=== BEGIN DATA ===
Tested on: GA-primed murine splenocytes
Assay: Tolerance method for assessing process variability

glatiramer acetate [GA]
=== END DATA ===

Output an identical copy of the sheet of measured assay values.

Tested on: GA-primed murine splenocytes
Assay: Tolerance method for assessing process variability

glatiramer acetate [GA]